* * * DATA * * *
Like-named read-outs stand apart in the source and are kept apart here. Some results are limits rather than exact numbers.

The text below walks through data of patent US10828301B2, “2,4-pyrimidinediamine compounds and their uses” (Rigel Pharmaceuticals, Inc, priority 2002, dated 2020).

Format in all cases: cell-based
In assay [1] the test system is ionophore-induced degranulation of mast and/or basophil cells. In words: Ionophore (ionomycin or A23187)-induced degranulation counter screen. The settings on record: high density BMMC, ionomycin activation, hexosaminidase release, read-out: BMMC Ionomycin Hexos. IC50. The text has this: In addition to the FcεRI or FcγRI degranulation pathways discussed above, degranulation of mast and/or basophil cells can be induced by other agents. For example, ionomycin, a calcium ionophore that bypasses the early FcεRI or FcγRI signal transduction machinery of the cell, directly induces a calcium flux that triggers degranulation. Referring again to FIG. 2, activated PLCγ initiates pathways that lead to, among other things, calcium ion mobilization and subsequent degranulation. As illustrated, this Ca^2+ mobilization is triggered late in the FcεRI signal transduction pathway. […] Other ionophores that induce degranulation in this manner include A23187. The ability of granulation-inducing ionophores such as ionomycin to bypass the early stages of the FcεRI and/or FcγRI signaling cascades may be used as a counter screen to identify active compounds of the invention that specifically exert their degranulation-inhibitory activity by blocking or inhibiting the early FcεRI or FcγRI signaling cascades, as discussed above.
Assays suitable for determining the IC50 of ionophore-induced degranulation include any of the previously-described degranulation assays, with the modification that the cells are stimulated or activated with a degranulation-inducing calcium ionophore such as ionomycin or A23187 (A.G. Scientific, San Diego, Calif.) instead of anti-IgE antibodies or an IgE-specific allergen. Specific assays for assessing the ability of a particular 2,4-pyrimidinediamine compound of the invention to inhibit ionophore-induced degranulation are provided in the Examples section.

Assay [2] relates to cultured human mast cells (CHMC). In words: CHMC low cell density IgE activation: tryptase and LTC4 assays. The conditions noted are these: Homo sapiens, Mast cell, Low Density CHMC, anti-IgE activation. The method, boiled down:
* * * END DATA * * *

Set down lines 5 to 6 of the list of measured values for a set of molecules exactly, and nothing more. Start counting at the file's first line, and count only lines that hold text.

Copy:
Assays suitable for determining the IC50 of ionophore-induced degranulation include any of the previously-described degranulation assays, with the modification that the cells are stimulated or activated with a degranulation-inducing calcium ionophore such as ionomycin or A23187 (A.G. Scientific, San Diego, Calif.) instead of anti-IgE antibodies or an IgE-specific allergen. Specific assays for assessing the ability of a particular 2,4-pyrimidinediamine compound of the invention to inhibit ionophore-induced degranulation are provided in the Examples section.

Assay [2] relates to cultured human mast cells (CHMC). In words: CHMC low cell density IgE activation: tryptase and LTC4 assays. The conditions noted are these: Homo sapiens, Mast cell, Low Density CHMC, anti-IgE activation. The method, boiled down: